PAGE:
The City of Seattle has decided to use its sovereign power of eminent domain to seize a parking lot owned by 103-year-old Spokane resident Myrtle Woldson. The Seattle City Council voted Monday to take the lot in connection with its waterfront development, to which it has allocated $30 million.
Many residents don’t see a “public benefit” in this exercise of power, because the City is simply going to take the privately owned water front parking lot and turn it into a city owned waterfront parking lot.
Woldson has repeatedly refused to sell the lot, allegedly turning down a $20 million-dollar offer for the property, according to the Puget Sound Business Journal.
The Puget Sound Business Journal reported that the city wants to acquire Woldson’s property to mitigate the loss of other parking lots during the construction of a $2.1 billion tunnel that will replace the Alaskan Way Viaduct. Some outlets are reporting that the City will keep the lot as a surface parking lot rather than build multi-story parking structure, adding to the frustration and discontent with the project.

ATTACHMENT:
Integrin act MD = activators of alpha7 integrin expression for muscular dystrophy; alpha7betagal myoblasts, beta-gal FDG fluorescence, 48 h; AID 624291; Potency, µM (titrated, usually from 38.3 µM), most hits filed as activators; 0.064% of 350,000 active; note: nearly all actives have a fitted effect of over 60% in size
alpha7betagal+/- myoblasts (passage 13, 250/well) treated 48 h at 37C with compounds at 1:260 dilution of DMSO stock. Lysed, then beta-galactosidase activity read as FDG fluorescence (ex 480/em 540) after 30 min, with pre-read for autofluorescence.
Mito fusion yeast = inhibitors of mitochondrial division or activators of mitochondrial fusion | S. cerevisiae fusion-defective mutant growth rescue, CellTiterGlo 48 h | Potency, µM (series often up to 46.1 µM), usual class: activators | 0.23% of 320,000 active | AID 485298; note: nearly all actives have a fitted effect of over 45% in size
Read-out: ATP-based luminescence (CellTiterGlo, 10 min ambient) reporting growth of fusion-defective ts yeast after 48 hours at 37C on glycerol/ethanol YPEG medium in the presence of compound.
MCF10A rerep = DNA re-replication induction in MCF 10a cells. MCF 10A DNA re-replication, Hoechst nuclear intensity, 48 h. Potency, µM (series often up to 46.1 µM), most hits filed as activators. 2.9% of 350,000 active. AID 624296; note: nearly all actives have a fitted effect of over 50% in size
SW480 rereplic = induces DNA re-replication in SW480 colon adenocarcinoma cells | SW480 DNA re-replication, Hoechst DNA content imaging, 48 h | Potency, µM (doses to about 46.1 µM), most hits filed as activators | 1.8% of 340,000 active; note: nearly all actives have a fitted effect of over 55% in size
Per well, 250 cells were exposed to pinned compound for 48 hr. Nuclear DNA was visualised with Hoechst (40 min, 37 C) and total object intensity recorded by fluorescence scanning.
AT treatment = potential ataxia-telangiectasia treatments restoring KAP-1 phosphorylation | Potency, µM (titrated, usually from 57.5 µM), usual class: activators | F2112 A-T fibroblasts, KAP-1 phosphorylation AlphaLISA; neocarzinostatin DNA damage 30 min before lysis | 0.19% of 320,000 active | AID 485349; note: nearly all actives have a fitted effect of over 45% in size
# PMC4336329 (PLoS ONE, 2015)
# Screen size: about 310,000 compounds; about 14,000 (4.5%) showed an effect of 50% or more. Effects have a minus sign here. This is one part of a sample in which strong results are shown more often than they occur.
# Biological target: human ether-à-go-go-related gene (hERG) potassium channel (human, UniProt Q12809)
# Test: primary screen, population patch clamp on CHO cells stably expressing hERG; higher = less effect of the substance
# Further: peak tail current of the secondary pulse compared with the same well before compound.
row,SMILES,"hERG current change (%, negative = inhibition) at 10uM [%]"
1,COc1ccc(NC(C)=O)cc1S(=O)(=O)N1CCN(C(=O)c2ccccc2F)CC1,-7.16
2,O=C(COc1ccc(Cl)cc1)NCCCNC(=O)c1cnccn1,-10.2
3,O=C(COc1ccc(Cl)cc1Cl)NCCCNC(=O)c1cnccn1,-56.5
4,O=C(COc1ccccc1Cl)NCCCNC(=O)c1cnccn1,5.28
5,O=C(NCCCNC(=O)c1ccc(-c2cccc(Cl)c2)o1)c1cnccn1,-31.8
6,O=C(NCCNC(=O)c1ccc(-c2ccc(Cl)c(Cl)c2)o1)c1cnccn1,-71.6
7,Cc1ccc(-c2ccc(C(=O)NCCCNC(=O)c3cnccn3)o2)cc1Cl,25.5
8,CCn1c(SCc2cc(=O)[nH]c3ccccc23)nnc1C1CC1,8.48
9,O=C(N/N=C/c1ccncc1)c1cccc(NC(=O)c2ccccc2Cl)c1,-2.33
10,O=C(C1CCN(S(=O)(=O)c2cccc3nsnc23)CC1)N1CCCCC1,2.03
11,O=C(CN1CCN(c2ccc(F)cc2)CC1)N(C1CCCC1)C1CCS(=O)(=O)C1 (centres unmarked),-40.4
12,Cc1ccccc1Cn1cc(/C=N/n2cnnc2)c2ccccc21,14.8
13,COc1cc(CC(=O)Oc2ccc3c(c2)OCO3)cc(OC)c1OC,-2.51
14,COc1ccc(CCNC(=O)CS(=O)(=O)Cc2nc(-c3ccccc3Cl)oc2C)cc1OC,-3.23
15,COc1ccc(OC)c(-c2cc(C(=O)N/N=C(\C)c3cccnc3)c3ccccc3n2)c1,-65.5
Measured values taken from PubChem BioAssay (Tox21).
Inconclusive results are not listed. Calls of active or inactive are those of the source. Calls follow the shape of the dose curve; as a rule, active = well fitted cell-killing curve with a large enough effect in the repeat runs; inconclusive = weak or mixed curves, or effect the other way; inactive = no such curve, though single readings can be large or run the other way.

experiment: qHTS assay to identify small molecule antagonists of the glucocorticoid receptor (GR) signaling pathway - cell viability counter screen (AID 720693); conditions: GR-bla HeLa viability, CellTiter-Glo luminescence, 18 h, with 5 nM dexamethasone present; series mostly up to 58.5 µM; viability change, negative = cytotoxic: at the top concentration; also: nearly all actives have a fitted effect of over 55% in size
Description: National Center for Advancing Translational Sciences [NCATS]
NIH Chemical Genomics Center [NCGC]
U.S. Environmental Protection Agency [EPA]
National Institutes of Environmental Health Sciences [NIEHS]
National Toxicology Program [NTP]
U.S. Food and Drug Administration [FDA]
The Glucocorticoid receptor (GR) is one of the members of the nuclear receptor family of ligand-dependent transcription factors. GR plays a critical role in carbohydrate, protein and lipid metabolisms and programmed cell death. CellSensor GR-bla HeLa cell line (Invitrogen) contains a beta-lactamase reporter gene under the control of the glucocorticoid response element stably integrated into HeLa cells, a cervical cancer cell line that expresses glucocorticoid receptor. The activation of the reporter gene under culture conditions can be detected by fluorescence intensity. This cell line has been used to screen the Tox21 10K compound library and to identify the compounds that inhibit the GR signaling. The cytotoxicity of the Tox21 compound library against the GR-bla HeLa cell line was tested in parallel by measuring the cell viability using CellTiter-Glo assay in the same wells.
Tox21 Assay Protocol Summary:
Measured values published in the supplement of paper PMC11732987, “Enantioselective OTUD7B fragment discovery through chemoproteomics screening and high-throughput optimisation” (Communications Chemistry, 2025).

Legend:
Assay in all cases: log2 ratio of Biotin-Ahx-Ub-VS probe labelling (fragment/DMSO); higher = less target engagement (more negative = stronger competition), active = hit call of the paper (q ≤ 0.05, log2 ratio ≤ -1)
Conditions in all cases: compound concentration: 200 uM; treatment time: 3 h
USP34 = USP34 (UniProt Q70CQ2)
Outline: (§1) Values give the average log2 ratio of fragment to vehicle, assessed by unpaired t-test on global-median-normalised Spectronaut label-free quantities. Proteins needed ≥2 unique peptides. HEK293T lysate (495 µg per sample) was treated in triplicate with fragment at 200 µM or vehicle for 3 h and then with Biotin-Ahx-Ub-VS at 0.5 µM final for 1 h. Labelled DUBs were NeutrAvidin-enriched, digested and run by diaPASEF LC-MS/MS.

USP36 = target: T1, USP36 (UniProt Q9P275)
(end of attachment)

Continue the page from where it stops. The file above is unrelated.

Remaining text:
As one article summarized:
The city council issued the exasperated statement that “there are no alternatives” to providing the public with parking. The council’s bill frames the situation in a way that suggests not only does the government, instead of the individual who paid for and developed the lucrative piece of property, deserve the first chance at making a profit, but also that the government will actually sustain a loss by not taking that property. “Without this legislation,” they write, Seattle’s government “miss an opportunity to address the limited supply of public, short-term parking,” which “will result in lost revenue to the City.” Although the document dances around specifying the cost, it insists that tourism and commerce in the area will be suffer without the seizure of Woldson’s land.
This is another example of eminent domain abuse. As Glen Morgan of the Freedom Foundation (an Olympia-based, conservative, free-market think tank) put it, “There’s no public good in it at all.”
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